As a supplementary to the page “How to calculate the kW required to heat a volume of water in a particular time”
which requires you to know your volume of liquid to be heated, I thought it’d be useful to share how to do that.
In a rectangular vessel it’s just a matter of multiplying length x depth x height.
And this is where Metric comes into its own over Imperial, as lengths mm/cm/m equate to volumes ml/litres/Hectoliters.
So, I figure a 10cm cube is a liter. And there are 1000 of those 10cm³ in a 1m³.
So, if we take our measurements in cm, multiply the three together, then divide by 1000, it should work.
100 x 100 x100 = 1.000,000 = 1000 litres.
Now for a cylinder. We need the area of the circle (π × radius²) multiplied by the height.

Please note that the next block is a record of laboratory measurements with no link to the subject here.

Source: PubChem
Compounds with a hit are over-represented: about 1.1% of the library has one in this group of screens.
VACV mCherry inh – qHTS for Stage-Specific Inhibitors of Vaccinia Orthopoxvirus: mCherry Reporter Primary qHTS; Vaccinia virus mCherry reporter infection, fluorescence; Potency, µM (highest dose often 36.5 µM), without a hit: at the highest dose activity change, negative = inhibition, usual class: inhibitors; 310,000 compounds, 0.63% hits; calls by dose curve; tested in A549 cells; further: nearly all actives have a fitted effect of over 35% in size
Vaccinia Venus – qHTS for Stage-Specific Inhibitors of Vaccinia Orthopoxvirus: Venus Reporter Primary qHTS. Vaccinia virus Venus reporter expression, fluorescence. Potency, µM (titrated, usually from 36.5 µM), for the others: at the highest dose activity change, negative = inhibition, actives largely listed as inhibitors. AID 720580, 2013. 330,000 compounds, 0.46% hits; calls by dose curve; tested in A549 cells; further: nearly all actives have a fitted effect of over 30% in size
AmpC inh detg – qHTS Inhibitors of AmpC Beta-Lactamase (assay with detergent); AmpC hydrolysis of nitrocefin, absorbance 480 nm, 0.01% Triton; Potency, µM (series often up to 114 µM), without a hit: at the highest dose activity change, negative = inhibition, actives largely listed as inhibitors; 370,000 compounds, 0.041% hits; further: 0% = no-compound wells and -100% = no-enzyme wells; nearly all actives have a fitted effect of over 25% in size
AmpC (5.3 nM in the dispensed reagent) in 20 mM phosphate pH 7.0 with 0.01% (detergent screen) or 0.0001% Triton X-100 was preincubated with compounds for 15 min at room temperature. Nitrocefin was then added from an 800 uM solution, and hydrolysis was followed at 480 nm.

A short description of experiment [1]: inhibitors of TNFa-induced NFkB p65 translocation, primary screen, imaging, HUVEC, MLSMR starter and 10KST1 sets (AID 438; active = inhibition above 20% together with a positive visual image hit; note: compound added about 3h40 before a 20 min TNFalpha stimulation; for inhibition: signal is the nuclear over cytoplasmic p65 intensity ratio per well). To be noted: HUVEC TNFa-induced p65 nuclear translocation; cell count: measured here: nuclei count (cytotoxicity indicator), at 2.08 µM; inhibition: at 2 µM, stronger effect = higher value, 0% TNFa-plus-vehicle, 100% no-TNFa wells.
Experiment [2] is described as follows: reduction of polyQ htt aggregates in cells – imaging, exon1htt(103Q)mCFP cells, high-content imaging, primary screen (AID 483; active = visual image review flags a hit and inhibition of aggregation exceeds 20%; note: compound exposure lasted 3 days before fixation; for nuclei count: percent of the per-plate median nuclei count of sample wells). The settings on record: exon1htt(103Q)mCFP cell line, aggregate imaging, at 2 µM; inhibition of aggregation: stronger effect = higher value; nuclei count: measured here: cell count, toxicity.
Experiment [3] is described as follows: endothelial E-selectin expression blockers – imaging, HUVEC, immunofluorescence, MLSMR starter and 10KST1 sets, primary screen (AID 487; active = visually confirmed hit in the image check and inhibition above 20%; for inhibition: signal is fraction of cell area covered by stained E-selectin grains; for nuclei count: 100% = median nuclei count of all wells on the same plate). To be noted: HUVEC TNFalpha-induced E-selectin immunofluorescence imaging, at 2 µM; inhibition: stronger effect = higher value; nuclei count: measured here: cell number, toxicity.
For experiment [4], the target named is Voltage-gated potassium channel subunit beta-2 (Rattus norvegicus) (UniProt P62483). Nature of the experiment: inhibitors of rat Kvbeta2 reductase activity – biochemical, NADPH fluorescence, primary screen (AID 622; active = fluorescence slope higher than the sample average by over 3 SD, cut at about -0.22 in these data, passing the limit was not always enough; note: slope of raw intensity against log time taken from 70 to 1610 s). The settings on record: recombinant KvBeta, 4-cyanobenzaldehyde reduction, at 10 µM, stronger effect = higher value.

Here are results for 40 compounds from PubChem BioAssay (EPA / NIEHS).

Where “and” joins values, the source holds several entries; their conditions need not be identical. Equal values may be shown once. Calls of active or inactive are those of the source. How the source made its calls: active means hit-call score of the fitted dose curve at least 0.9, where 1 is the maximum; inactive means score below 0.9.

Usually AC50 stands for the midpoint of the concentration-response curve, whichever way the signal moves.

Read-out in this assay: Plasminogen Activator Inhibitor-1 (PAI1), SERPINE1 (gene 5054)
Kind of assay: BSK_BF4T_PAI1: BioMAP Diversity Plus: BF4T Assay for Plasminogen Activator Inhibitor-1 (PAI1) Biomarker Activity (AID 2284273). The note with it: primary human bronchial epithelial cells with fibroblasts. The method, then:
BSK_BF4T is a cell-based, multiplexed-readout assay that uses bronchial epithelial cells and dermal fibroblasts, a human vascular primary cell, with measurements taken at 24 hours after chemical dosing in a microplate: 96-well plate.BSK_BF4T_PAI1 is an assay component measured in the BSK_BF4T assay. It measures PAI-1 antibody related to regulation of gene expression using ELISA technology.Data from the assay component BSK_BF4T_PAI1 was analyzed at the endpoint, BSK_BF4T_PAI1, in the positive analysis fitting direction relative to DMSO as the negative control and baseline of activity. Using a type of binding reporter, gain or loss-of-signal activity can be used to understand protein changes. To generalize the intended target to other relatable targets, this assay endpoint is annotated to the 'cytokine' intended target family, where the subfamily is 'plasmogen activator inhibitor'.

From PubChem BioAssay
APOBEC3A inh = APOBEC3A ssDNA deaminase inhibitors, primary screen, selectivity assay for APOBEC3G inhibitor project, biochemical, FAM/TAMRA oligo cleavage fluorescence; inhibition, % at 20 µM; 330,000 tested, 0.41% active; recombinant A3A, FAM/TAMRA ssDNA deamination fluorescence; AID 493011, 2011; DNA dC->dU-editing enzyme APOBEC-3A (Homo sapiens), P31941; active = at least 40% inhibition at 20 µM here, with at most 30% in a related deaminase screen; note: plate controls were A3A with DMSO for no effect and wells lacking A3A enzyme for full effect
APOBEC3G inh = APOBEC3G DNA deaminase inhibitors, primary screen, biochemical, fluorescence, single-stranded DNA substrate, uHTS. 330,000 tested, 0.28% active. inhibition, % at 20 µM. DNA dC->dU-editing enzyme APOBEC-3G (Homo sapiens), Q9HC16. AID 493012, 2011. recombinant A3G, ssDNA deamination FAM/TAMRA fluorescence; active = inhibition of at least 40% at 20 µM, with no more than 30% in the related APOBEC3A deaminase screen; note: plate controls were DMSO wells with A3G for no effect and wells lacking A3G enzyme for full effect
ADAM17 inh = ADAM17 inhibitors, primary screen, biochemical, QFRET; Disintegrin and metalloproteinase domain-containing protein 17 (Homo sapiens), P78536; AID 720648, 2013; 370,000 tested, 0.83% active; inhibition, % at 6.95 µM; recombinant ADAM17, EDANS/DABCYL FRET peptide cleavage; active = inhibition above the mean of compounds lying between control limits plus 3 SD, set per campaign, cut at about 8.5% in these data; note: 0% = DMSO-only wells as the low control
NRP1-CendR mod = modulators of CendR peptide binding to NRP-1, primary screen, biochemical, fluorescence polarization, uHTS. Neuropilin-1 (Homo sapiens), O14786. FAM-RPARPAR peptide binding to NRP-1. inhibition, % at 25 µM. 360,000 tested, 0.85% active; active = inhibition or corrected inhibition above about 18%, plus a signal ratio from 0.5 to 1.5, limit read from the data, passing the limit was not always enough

Pi is 3.142 & is mathematical magic. Radius is the centre of the clock to the circle outer.
Let’s keep it simple and use a radius of 1m, (so a 2m diameter cylinder), and keep height as 1m, and hope for a larger volume than 1000 litres.
Again, if we take our measurements in cm then divide by 1000, it should work.
3.142 x 100² x 100 = 3142 litres.
Any suggestions contact Jamie on 07897 246 779 or email firstname.lastname@example.org.
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